The directive is set to enter into force starting July 1st 2018.
With a Võru County tourism farm offering accommodation plus a canoe trip along River Võhandu, the new directive sayeth this is package. And a package shall be financially secured.
This is for consumers to get their money back in case of bankruptcy etc. All in all, the directive hits over 2,100 enterprises in Estonia.
Not limited to that, the directive and its potential side effect – price rise – will affect the entire tourism sector in Europe as we are already seen as a destination costlier and unfriendly towards tourists than some other places.
For Katrin Virula, manager of Kajamaa Viburada – and archery track provider under Robin Hood Management – the news of the directive initially brought panic: as lots of others, they do offer several separate services and must now apply the changes.
«We will not close shop for some directive. We’ve been doing this for these past 15 years and intend to go on for 15 years more, minimum,» Ms Virula recovered after taking a pause to think. Then adding that should certain extra services like seminar room or sauna rental prove too complex, they will be forced to give that up.
With services to be insured adding up, costs for entrepreneurs will probably rise said the economy ministry. As a result of the directive, a larger guarantee is needed and it means for that are lacking, services offered need to be cut or rearranged altogether.
«We cannot but agree that in whatever field meeting the requirements is more difficult for small companies than for the large ones,» said economy ministry chief specialist Kati Viimne, adding that «as the directive is applied for local use a balance must be sought to maintain competitiveness of the sector while enabling effective protection of travellers.»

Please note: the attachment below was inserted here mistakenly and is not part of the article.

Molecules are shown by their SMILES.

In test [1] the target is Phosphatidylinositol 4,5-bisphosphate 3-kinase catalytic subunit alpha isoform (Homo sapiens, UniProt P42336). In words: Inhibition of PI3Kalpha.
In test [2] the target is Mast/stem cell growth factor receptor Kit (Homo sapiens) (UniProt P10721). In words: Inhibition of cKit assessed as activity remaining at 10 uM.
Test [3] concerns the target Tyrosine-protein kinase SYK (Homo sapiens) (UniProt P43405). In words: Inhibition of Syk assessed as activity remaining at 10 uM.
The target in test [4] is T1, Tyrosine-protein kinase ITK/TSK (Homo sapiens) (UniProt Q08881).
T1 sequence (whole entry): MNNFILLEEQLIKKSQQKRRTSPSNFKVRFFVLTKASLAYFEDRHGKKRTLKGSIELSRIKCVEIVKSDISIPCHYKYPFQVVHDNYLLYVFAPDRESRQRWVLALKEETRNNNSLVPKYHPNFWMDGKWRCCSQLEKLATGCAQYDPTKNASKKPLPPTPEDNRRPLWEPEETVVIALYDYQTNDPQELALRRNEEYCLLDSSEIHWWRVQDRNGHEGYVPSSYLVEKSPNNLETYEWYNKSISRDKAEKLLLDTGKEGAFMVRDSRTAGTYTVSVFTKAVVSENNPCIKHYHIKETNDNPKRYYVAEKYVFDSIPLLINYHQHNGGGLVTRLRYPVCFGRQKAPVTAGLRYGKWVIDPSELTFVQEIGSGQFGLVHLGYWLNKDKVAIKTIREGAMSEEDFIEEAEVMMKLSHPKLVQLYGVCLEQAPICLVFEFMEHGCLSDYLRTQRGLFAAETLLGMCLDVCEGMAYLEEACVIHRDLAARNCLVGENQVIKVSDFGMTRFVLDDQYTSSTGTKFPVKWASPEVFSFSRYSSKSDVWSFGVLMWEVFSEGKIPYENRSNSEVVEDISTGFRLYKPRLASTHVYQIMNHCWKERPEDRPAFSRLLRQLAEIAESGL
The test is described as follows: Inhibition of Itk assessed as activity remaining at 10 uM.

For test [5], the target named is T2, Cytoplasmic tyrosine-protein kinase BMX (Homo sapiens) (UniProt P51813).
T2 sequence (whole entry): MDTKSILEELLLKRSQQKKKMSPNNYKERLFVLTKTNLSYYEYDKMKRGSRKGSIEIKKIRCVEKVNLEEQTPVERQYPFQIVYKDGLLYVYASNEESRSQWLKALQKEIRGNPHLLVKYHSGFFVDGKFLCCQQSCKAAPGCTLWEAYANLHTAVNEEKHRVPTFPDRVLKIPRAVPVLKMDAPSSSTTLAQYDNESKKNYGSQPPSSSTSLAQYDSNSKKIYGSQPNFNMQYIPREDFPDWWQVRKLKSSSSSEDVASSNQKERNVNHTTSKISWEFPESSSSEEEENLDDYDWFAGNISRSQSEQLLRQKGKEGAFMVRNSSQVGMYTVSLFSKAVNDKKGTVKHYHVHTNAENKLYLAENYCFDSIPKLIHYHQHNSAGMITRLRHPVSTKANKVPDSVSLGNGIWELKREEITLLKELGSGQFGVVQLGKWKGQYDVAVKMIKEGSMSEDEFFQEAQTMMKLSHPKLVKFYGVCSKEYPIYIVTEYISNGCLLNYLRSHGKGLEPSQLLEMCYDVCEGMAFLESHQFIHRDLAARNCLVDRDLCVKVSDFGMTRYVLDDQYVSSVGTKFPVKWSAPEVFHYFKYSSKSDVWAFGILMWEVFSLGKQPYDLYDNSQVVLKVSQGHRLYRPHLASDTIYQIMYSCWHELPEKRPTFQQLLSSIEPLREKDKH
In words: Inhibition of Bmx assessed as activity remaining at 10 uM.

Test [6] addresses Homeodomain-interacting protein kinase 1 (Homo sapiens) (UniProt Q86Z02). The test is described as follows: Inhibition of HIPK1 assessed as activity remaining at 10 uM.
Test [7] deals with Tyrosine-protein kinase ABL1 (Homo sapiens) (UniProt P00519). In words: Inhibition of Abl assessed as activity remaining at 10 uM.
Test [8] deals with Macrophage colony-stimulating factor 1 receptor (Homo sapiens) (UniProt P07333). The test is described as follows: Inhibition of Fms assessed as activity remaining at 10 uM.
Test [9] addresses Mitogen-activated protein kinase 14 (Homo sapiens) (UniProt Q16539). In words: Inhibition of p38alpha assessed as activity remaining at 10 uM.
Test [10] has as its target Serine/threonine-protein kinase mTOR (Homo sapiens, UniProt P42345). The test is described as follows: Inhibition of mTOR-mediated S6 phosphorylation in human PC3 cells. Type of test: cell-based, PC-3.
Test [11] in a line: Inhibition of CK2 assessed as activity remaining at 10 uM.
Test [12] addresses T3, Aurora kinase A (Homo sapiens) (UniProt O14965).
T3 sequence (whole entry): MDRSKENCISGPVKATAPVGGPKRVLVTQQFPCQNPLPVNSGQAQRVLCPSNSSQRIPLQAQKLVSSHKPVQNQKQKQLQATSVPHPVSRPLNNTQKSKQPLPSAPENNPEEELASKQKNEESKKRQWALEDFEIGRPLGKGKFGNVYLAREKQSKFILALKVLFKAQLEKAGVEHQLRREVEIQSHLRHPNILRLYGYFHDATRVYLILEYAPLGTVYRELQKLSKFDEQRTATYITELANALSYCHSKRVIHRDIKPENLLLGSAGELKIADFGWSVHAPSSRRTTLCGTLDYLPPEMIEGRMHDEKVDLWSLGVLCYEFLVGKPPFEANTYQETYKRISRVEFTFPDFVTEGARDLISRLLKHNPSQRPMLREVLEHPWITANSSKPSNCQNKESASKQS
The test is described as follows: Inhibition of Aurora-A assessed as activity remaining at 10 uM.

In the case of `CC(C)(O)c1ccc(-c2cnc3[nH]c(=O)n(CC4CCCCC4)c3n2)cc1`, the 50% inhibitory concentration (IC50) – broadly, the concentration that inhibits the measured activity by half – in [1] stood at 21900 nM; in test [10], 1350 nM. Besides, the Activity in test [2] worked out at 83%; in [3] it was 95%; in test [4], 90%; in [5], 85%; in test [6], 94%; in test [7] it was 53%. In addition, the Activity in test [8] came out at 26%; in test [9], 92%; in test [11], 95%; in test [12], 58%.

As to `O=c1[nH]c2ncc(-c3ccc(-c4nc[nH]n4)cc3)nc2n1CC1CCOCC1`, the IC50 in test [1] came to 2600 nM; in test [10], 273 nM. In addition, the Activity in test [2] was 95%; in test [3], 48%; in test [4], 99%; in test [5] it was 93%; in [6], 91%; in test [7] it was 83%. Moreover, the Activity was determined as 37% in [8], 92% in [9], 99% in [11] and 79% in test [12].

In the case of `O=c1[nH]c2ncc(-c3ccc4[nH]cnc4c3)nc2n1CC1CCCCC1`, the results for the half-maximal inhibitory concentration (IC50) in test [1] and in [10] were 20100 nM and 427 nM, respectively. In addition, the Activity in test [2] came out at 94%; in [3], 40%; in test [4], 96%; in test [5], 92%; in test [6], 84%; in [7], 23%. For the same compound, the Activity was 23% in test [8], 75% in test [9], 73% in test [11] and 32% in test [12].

Even so, the changes may not be profitable for the companies wherefore they may lead to further decisions of the uncomfortable kind, said Estonian Travel and Tourism Association (ETFL) president Külli Karing.
Brussels thinks the directive was needed as the earlier one from 1990 has become obsolete. According to a commission representative, the new directive offers enhanced security for enterprises and travellers alike. Ms Karing said Estonia desired not a directive like that and the way it was written and passed was hasty and not thought thru in needed details.
European tourist companies association (ECTAA) president Lars Thykier admitted the directive comes with many a hole. As an example of that, an individual might register several companies and offer just one tourism service from each.
Even so, he expressed hopes Estonian government would detect such holes and will manage to close them up. He added that Estonia was in a situation especially complicated with accommodation services VAT rising in 2017.
At ECTAA estimate, the directive will probably bring a two percent price rise, minimum.
All told, the picture ought to become clearer for consumers regarding what a package holds and what kind of protection comes with it. Also, it will be easier to predict the price levels – currently, companies were able to raise prices just before the trip and the consumer was forced to comply or pay a contractual fine to decline. Now, consumers will be entitled to decline with no costs added, at certain conditions.
It will also become clearer who is responsible for a package i.e. who one turns to when running into problems or wishing to file a complaint.
The directive will also level the playing field for enterprises while cutting red tape founding companies and creating products at EU level seeing the rules are harmonized.
For this very reason, it will be easier for enterprises to extend operations abroad.